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Maria Ramirez-Gorton

Banfield Pet Hospital

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Veterinarians are Essential Workers

10/06/2020 06:00AM | 4262 views

by Kim Perez

 Veterinarian Maria Ramirez-Gorton talks about what it’s like to lead pet hospitals through a pandemic.

As chief of staff for two Banfield Pet Hospitals, in Newport News and Hampton, Virginia, it’s her job to make sure each hospital maintains the highest quality veterinary care. That involves reviewing protocols and updating them when needed – for instance, when we’re in the midst of a global pandemic.

As anyone with a furry friend at home can attest, veterinary care is important – whether your pet needs urgent care or heartworm prevention.  

So, how do you keep your staff and your clients as safe as possible while still delivering the high-quality care you’re known for? For Dr. Ramirez-Gorton, it involved ongoing conversations with staff and lots of creative thinking. 

Safety for the Team and for Clients

Since the start of the pandemic, the health, safety, and wellbeing of Banfield’s patients, staff, and community continues to be the practice’s No. 1 priority.

“I asked my teams: what would make you feel safe?” said Dr. Ramirez-Gorton. “I really wanted to get the entire team’s input. Whether it’s comfort, safety or not overloading them with extra hassles – what would make them feel most supported?”

The hospitals deployed new personal hygiene best practices, hospital cleaning and disinfection guidelines, and responsible personal protective equipment (PPE) usage – as well as adapted their check-in procedures. 

To streamline processes and ensure they’re following social distancing guidelines, hospital teams implemented quick pet handoffs and would call clients from the exam rooms to discuss their pet’s care and answer questions.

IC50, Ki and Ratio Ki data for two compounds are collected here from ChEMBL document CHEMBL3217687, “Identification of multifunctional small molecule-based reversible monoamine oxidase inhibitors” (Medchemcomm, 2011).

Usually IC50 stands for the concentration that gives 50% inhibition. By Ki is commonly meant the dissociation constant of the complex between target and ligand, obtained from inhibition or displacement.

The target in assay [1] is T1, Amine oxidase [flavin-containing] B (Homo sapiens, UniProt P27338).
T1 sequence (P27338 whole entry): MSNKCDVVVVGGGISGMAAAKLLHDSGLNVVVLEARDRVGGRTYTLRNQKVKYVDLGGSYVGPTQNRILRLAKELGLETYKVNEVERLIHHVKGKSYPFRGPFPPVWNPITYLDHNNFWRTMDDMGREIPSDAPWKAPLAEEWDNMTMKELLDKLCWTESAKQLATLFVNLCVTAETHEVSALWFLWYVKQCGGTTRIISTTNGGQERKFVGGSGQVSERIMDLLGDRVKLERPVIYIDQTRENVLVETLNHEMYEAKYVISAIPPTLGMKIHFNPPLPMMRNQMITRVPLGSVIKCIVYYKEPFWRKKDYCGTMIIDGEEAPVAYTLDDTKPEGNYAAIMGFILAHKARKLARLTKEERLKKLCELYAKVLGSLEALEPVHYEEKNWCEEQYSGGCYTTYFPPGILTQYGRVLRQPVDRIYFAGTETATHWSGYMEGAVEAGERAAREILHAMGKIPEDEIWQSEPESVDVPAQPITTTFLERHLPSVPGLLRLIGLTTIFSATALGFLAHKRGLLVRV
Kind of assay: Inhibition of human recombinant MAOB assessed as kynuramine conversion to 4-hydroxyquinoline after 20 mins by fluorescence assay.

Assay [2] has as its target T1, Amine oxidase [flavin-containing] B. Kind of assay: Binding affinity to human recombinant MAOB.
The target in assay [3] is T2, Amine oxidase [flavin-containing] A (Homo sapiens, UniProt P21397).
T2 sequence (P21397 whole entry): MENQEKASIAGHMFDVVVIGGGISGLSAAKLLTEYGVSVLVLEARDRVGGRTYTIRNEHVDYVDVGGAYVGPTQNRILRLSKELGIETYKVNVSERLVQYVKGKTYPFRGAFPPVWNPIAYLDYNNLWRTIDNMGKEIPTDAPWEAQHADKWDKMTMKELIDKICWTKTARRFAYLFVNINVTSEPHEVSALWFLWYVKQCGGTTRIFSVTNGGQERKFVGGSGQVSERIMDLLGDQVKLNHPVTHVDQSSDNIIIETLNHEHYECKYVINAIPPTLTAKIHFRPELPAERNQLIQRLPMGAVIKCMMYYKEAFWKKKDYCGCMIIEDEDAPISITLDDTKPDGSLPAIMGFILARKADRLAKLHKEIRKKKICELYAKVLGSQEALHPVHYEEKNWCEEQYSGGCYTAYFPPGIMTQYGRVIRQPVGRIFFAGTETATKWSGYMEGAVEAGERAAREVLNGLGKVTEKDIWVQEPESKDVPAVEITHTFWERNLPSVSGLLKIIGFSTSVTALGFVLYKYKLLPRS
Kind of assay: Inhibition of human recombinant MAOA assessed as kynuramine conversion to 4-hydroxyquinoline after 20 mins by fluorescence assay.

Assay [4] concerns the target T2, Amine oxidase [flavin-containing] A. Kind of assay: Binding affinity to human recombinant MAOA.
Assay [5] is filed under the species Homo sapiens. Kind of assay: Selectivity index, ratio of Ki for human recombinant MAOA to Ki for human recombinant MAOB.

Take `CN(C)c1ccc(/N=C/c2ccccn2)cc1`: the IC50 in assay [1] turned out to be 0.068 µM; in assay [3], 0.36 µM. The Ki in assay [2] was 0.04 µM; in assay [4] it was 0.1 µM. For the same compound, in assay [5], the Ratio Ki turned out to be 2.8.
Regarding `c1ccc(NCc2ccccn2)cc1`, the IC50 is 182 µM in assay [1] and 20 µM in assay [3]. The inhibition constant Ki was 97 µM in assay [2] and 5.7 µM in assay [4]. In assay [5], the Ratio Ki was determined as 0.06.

At the Newport News hospital, they have a back entrance where there’s more space, which they took advantage of for when clients picked up their pets when their appointment was completed. They even created designated social distancing squares on the floor.

Hospital teams even started asking clients to call from the car so they could arrange curbside drop-offs and pick-ups.

“It’s really been the ingenuity of our associates helping us figure these things out, and how to work best with clients,” said Dr. Ramirez-Gorton. “I check in and have huddles with my teams almost daily, where we talk about how we’re feeling, and what we can do differently.”

Keep Up Your Pet’s Wellness and Prevention

She stressed the importance of keeping up your pet’s health during this time. 

Pets should connect with their veterinarian on staying up-to-date on their vaccines and wellness checkups. If there’s a tooth abscess or a broken tooth, those are things you should call your veterinary hospital about right away, as they might require immediate care.

Just as your pet is an essential part of your family, pet care is essential work.

“I truly believe that veterinarians are essential workers,” said Dr. Ramirez-Gorton. “Our clients are so happy that we’re here for them and so grateful for the care we give their pets.”

Essential, indeed.

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